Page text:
Tantalizing Italian family recipes start with a palazzo
Terri Bert has the recipe for a cookbook.
You start with a palazzo.
Seriously, a lavish place overlooking the Arno River and Florence is part of the story. And it ends with a place in Michigan where finding good Italian cooking ‚Äď at least in a restaurant ‚Äď is next to impossible.
The story of how Terri and Dr. John Bert published ‚ÄúThe Italian Way,‚ÄĚ a richly illustrated cookbook containing 61 recipes, is as good as the book.
You won‚Äôt find ‚ÄúThe Italian Way‚ÄĚ on Amazon or the shelves of Barnes & Noble. But on Dec. 1, the Warwick Neck couple will hold a book signing at Dave‚Äôs Marketplace in Smithfield from 11 a.m. to 2 p.m. They will be at Barrington Books the following day at 1 p.m. Their cause is St. Mary‚Äôs Home for Children in North Providence with $5 of each $15 sale going to the facility that provides outpatient services to traumatized children.
Terri finds the kitchen more than just a place to prepare food and finds food more than just a means of providing sustenance.
She grew up in an Italian family in the Bronx, where Sundays were spent in her grandmother‚Äôs small apartment and even smaller kitchen.
Those Sundays made for memorable times that contributed to the recipes that are part of the book, but also to her outlook on food. She described it in the book‚Äôs opening pages.
‚ÄúPreparing and serving a meal is a way of nurturing those we love,‚ÄĚ she writes, and notes, ‚Äúmemories are made at the dinner table.‚ÄĚ
But publishing a cookbook, one that her husband illustrated with mouth-watering photographs, was neither of their plans. She has worked as an ob-gyn nurse practitioner since 1986. Also born to an Italian family and raised in New York, John is a faculty member at Brown University School of Medicine and a practicing obstetrician-gynecologist.
Enter the owners of the palazzo ‚Äď Robert Hesse and Jane Fortune.
They are good friends and the Berts have visited them on occasion. Hesse and Fortune also own property in Michigan.
After living in Florence, they found it hard to come by good Italian food in Michigan, where they have a summer home. They sought to solve this problem by opening a restaurant, staffed with a chef they would recruit in Italy.
This plan was outlined at a wedding of a mutual friend in Rhode Island in June 2011. In the course of discussion, Hesse asked whether Terri could jot down a few old time family recipes, things that might have special appeal in this country.
Terri had a few suggestions and Hesse soon was looking for more. It wasn‚Äôt long before he was proposing she do a cookbook.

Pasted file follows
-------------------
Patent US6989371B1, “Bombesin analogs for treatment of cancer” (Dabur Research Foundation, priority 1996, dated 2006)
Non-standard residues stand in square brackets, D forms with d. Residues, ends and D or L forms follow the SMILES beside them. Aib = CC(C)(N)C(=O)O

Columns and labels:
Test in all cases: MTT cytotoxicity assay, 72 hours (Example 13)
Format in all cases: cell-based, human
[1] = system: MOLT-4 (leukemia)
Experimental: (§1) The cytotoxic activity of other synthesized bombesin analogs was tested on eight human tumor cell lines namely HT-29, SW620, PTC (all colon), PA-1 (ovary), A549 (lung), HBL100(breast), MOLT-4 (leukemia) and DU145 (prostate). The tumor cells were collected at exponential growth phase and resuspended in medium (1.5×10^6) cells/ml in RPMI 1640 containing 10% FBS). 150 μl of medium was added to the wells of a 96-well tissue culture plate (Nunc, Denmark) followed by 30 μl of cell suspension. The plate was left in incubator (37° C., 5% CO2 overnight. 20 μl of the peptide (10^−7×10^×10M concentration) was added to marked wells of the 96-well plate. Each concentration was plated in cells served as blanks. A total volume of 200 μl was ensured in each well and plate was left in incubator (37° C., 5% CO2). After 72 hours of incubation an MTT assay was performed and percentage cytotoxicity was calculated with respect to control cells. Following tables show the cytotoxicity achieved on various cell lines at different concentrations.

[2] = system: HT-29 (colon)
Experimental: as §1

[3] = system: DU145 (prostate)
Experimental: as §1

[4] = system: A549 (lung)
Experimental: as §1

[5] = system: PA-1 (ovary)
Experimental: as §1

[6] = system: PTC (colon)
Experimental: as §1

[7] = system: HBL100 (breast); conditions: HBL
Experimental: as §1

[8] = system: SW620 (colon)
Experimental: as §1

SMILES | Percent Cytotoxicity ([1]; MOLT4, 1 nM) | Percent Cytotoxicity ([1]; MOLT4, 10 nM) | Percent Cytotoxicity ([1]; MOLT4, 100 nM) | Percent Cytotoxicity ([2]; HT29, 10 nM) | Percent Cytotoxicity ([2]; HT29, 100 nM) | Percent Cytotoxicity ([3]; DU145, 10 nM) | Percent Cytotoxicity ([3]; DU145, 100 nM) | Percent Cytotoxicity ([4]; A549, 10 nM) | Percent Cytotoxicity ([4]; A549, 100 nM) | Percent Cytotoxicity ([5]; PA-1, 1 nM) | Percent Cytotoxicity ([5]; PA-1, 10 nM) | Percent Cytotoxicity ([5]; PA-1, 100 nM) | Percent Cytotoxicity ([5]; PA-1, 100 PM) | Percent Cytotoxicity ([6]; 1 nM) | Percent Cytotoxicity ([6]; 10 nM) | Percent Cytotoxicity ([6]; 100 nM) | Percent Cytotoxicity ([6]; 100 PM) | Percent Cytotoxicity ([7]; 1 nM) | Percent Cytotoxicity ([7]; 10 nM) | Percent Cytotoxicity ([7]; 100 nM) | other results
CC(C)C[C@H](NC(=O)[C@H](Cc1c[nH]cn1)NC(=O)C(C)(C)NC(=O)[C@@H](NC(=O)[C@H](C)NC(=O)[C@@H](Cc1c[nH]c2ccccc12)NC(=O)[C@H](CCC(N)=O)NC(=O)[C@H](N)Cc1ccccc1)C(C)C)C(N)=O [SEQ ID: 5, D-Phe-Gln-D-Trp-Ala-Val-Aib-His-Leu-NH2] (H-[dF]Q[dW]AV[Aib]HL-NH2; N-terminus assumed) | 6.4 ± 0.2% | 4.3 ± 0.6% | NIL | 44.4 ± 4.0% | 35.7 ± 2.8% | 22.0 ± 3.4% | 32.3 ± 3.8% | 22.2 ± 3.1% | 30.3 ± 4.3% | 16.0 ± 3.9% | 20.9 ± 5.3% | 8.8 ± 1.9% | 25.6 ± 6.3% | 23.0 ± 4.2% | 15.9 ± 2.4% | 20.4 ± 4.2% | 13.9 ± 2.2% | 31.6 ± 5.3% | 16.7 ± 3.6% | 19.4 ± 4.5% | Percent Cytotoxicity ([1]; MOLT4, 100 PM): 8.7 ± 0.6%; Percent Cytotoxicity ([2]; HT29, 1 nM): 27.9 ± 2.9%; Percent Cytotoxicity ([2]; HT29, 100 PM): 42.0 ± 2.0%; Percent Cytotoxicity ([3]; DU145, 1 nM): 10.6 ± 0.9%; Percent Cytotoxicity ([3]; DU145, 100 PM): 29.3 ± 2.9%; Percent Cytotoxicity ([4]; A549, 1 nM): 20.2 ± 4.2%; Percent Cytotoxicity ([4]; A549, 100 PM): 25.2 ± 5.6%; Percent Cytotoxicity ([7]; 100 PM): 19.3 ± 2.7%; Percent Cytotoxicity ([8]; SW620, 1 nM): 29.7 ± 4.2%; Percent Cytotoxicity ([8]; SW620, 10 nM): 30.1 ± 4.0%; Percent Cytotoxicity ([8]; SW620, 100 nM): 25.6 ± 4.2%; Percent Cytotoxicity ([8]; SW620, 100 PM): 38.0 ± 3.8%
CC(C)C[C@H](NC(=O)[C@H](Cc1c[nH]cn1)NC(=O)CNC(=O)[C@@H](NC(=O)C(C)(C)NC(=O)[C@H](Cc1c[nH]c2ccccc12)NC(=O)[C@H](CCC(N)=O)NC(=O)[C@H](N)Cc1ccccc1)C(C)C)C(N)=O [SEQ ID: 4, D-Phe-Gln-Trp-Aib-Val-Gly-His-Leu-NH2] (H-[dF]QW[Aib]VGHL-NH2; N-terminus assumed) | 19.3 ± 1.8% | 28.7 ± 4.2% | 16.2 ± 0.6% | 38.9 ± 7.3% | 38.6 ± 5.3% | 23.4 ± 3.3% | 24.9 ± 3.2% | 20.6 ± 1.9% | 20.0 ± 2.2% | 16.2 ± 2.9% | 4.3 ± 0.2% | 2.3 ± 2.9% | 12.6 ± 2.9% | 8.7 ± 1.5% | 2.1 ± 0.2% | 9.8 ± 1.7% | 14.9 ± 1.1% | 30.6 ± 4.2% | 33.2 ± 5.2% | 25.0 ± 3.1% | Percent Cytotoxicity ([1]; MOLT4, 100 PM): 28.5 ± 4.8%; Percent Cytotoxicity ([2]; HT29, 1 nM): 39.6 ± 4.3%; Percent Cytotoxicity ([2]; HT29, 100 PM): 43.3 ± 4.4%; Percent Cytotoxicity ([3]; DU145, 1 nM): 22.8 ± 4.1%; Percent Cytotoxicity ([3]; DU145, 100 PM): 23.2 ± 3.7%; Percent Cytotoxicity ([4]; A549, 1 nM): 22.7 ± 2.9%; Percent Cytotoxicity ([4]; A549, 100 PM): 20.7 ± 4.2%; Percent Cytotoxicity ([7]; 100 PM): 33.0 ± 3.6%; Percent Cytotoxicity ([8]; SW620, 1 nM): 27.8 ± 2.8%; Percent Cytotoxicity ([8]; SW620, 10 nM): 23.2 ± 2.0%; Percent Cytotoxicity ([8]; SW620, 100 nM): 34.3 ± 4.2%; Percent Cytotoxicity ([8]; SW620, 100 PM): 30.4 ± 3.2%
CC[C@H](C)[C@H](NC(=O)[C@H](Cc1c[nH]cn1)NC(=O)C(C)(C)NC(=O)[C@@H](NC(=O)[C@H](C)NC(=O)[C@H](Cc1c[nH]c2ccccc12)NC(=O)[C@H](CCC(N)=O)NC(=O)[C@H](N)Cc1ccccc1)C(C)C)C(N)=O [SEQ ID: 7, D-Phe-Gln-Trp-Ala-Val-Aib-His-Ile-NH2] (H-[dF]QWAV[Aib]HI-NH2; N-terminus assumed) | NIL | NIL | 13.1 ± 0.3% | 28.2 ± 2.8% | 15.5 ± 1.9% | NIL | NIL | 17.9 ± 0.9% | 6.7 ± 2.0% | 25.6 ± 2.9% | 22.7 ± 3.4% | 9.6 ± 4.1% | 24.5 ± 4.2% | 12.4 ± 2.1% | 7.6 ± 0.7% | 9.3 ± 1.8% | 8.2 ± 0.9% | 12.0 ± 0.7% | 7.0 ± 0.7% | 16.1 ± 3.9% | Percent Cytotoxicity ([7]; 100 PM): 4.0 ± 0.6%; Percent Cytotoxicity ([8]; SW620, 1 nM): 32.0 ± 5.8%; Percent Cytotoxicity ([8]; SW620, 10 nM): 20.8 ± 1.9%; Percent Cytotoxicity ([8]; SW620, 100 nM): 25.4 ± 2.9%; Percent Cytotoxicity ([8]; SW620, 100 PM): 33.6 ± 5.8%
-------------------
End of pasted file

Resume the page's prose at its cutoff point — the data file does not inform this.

Hesse went along with his restaurant, Bella Fortuna North [a play on his wife‚Äôs name] at Lake Leelanau, although he found someone locally to be the chef. The restaurant opened last June.
Terri went to work on the book and soon confronted what she already knew: A lot of her cooking did not come from following a written recipe. It was from memory, and intuitively knowing what quantities would be needed for the number of people she was cooking for. Writing a cookbook would require measuring everything and, quite naturally, as a consequence, having to cook everything before she wrote down the amounts.
‚ÄúI had to make everything to get the measurements,‚ÄĚ she says.
John, who is an amateur photographer, signed on to record her creations. He found it one of his easier assignments.
‚ÄúThe beauty of food photography is that it doesn‚Äôt blink, and it doesn‚Äôt move,‚ÄĚ he said.
John also found that food was best photographed in natural light. That put everything on a daytime schedule with Terri cooking up two or three dishes a day.
It didn‚Äôt end there, either.
In order to lend variety to the settings of the photos, the Berts borrowed plates from neighbors. And of course, as John observes, ‚ÄúWe had to eat the props.‚ÄĚ
‚ÄúNone of the recipes are fancy,‚ÄĚ says Terri. She says ingredients can be easily found at Dave‚Äôs or Stop & Shop and there is not much of the kind of things that would get used once and never again.
‚ÄúMost of it is just comfort food,‚ÄĚ she says.
John‚Äôs unqualified favorite is braciole. Terri introduced him to the stuffed meat roll, an episode he recalls in the book. John sampled the dish before dinner and found it so good that Terri had to make another for that evening‚Äôs meal. She now makes at least two at a time.
It‚Äôs Terri‚Äôs memories that accompany many of the recipes that enrich this book and make it so nourishing on several levels.
Take, for example the recipe for ricotta gnocci. Terri remembers making them in her grandmother‚Äôs tiny kitchen. The three-room apartment left little space to spread out the gnocci, so her grandmother set them out on her bed using her special linen macaroni sheet.
‚ÄúShe could take nothing and make it fabulous,‚ÄĚ Terri said.
If you can‚Äôt make it to either of the signings, ‚ÄúThe Italian Way‚ÄĚ is also available at St. Mary‚Äôs Home for Children, 420 Fruit Hill Ave., North Providence. Or you could visit the Bella Fortuna North in Michigan. They carry it in the gift shop.